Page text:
What she said in the preface resonated such a profound truth for me about the rhythm of a character's speech, about letting the character enter you instead of forcing yourself onto a character. I lived very near this neighborhood recently after the incidents described, I recognized the ethnic tensions. I was very moved by the collection of all the perspectives. I felt for each individual that was represented. Brilliant and profound artistry about challenging subject matter that challenges the re ...more
Tatiana
Nov 09, 2008 Tatiana rated it liked it
Shelves: plays
it feel like something's missing from this. it didn't seem to have the oomph of 'twilight: los angeles'. perhaps because these pieces dealt much more with day-to-day living and seemingly arbitrary anecdotes than everything underlying the riots. unlike 'twilight', where i felt i gained so much more insight into what i already knew or didn't know about the LA riots, 'fires in the mirror' felt overshadowed by what i've already read by Patricia Williams on the subject.
Abbie
Jul 08, 2012 Abbie rated it liked it
Er, okay, so I didn't read all of it exactly. And I feel VERY bad about that.

But we watched a lot if it in English Class, and I did read a LOT of it, it's just... I don't know. I adore Anna Deveare Smith (Wingnut since '04 - when I was a small child - woot, woot!) but eh... it gets a bit repetitive, you know?

I do think it's a fascinating medium though, and the Crown Heights Riots are definitely something more people should know about.
Andrea
Mar 03, 2013 Andrea rated it it was ok
Don't think I would have read this if it were not for a class requirement. However the different perspectives between the Hassidic Jews and Black population of Crown Heights were interesting. I wish she would have included some type of factual information to contrast the "truth" of the matter with the different opinions and perspectives of the accident. But the fact that Anna Deavere Smith kept the interviews as raw as possible was a nice touch.
Charles
Dec 09, 2010 Charles rated it really liked it  ·  review of another edition
This book is fascinating. Smith's introduction illuminates her project in such an interesting way. It is nice to have the transcription and or script of the performance. The material is much more powerful if you can see Smith's performance of it. Sill also has something to add. This can be considered a very controversial work but It is a thought provoking and worth while work.
Mick
Jul 05, 2009 Mick rated it it was amazing
Deavere-Smith is one of my favorite play-wrights, as well as actresses. This text is jarring, thought-provoking, and just plain stunning. I will definitely be considering this while writing my dissertation; her depictions of racial, gender, and cultural differences are fascinating, without providing answers.
Julia
Dec 31, 2013 Julia rated it really liked it
more accurately, 3.5. I enjoyed reading this, but it pales in comparison to seeing it performed live. I saw her perform 2 of these pieces last year and it was amazing.
Rebecca
Jan 12, 2008 Rebecca added it
Recommends it for: Politically-minded-east-coasters
i would also recommend this book to those in the theater but they've probably already read it. This was interesting but not mind-blowing. I like reading plays because they go fast, and since this one is sort of about Jewish identity I can sort of pretend I'm doing research. Sort of.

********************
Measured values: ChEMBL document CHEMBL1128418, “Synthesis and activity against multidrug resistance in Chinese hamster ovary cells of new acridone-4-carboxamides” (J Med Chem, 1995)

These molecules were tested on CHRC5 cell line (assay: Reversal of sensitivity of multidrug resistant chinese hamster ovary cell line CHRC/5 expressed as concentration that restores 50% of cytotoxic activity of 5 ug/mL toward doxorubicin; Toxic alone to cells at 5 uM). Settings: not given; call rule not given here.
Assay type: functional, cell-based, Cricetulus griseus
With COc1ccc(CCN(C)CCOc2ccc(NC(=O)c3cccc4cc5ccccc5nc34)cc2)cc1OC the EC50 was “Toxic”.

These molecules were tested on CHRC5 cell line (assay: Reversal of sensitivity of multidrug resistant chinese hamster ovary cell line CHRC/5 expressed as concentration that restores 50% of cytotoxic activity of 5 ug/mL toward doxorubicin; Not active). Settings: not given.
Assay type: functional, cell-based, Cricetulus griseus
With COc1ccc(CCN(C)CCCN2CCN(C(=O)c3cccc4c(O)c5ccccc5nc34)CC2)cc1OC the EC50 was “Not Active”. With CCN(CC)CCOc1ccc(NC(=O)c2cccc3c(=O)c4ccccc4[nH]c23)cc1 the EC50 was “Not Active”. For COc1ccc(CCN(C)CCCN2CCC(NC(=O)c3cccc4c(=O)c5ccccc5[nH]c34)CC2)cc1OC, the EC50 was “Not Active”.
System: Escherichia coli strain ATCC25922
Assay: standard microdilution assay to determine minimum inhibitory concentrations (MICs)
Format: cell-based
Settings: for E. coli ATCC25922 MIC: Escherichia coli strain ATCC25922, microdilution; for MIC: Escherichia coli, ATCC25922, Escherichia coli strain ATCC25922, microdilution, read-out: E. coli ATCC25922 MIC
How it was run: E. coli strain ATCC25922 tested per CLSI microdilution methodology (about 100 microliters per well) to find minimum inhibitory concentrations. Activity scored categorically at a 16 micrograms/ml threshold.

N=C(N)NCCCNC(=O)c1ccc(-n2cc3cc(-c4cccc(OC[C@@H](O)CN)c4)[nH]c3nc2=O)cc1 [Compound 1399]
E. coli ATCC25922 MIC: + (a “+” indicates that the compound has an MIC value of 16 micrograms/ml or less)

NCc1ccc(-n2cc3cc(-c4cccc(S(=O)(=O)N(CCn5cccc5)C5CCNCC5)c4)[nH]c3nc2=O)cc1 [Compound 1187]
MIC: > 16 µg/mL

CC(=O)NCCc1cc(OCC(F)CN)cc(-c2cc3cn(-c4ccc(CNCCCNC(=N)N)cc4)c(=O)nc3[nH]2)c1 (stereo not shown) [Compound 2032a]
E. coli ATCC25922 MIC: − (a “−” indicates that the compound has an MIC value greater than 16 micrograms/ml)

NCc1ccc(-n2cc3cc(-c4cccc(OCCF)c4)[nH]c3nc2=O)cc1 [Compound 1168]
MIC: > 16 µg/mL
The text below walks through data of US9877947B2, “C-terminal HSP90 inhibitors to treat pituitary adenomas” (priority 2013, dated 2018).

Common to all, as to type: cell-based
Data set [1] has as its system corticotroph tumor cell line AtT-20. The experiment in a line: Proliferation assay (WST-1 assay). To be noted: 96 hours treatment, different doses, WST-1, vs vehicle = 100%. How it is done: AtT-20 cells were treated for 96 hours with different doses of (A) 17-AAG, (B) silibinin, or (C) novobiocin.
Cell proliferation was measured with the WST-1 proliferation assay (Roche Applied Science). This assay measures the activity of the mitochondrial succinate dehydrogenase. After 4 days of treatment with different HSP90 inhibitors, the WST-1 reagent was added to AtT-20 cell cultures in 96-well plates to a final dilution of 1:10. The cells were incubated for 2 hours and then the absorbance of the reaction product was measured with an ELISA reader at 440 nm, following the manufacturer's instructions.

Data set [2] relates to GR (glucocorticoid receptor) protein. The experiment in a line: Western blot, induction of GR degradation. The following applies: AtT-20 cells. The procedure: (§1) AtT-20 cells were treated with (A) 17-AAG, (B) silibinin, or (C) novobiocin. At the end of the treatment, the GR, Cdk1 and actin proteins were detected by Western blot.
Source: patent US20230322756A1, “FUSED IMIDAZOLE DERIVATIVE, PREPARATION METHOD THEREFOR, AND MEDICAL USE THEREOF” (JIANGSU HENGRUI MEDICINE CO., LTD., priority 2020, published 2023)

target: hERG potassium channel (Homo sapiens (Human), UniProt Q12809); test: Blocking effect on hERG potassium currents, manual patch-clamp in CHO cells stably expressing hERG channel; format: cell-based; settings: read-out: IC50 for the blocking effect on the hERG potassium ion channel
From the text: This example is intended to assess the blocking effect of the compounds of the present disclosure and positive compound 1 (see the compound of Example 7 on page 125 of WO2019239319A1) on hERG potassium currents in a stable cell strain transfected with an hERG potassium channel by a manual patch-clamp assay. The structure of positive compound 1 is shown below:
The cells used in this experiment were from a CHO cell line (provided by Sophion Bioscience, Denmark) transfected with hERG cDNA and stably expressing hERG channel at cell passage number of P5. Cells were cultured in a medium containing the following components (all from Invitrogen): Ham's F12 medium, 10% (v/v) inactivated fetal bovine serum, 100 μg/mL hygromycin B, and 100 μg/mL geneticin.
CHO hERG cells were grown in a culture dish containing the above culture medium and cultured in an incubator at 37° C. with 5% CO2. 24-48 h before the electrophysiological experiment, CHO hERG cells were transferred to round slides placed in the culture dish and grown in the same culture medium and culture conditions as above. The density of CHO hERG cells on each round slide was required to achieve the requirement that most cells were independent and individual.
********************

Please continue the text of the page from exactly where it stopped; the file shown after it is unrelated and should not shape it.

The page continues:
Michele
Jun 10, 2009 Michele rated it liked it
I didn't realize these are the characters from Anna Deavere Smith's show about the awful riots/killings in Crown Heights, 1991. I know I'd be sucked in seeing it live, but reading it was hard to get into. I'm really glad I learned of this incident, I had no idea this happened.
Juliette
Nov 09, 2013 Juliette rated it really liked it
Shelves: theatre
I read this for a theatre class at The University of Minnesota. It was powerful and exciting-a female playwright/actress/activist and her work as an entire unit (script analysis, scene study, dramaturgy, contemporary issues, comparative literature and cultural studies).
Kevin2
Jun 16, 2009 Kevin2 added it
i thought this book was ok because it has a lot of information and "interviews" about segregation. i thought this book was mostly about the people venting out and speaking about their opinions about this subject and not enough facts.
Anna
Dec 29, 2007 Anna rated it really liked it
Shelves: nonfiction
I read this in a college English class. I thought it was a really cool and unique way to document different perspectives on a major racial/cultural conflict that was pretty overlooked by the media.
« previous 1 3 4 5 6 7 8 9 41 42 next »
There are no discussion topics on this book yet. Be the first to start one »
  • Fefu and Her Friends
  • King Hedley II
  • Dead Man's Cell Phone (TCG Edition)
  • The Exonerated
  • Machinal
  • Desdemona: A Play About a Handkerchief
  • Mad Forest: A Play from Romania
  • The Heidi Chronicles
  • Topdog/Underdog (TCG Edition)
  • Saved
  • Wonder of the World: Trade Edition
  • A Bright Room Called Day
  • A Little Night Music
  • Metamorphoses
  • Anna in the Tropics (TCG Edition)
  • Three Tall Women
  • True West
13228
Anna Deavere Smith (born September 18, 1950) is an American actress, playwright, and professor. She is currently the artist in residence at the Center for American Progress. Smith is widely known for her roles as National Security Advisor Nancy McNally in The West Wing and as Hospital Administrator Gloria Akalitus in the Showtime series Nurse Jackie. She is a recipient of The Dorothy and Lillian G ...more
More about Anna Deavere Smith...

Share This Book